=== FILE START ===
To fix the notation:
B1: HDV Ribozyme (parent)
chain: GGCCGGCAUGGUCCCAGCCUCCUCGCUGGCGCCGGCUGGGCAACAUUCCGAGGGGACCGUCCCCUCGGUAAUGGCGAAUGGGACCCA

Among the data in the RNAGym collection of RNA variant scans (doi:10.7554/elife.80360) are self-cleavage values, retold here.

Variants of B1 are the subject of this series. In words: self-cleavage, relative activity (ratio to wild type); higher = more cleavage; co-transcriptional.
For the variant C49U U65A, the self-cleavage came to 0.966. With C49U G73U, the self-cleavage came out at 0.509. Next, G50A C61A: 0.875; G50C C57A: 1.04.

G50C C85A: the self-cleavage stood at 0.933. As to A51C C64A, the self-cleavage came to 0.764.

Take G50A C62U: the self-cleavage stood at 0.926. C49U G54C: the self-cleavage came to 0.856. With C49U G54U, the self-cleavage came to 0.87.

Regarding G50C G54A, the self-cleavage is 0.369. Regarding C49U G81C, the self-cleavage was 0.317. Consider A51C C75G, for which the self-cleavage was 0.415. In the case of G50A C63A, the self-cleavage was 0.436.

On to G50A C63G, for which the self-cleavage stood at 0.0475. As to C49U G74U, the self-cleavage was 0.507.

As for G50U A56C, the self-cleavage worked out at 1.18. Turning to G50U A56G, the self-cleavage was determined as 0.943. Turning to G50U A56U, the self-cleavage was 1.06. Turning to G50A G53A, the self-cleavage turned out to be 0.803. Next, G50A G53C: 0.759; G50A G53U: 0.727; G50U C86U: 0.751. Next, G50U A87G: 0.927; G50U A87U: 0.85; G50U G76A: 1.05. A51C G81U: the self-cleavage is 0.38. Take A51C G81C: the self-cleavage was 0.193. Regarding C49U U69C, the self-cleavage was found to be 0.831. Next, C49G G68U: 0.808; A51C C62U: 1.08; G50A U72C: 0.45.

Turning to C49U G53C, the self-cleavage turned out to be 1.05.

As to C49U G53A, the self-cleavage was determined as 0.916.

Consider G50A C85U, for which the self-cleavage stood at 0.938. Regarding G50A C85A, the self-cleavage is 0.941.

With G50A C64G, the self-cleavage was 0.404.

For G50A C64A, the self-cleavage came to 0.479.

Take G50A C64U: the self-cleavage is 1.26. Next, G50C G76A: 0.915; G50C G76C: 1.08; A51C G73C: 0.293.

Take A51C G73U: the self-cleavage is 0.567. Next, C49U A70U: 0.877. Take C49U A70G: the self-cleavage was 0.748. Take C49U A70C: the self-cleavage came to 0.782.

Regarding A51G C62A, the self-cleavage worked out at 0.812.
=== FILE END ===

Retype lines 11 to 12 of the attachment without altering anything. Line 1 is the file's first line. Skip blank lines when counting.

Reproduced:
As for G50U A56C, the self-cleavage worked out at 1.18. Turning to G50U A56G, the self-cleavage was determined as 0.943. Turning to G50U A56U, the self-cleavage was 1.06. Turning to G50A G53A, the self-cleavage turned out to be 0.803. Next, G50A G53C: 0.759; G50A G53U: 0.727; G50U C86U: 0.751. Next, G50U A87G: 0.927; G50U A87U: 0.85; G50U G76A: 1.05. A51C G81U: the self-cleavage is 0.38. Take A51C G81C: the self-cleavage was 0.193. Regarding C49U U69C, the self-cleavage was found to be 0.831. Next, C49G G68U: 0.808; A51C C62U: 1.08; G50A U72C: 0.45.

Turning to C49U G53C, the self-cleavage turned out to be 1.05.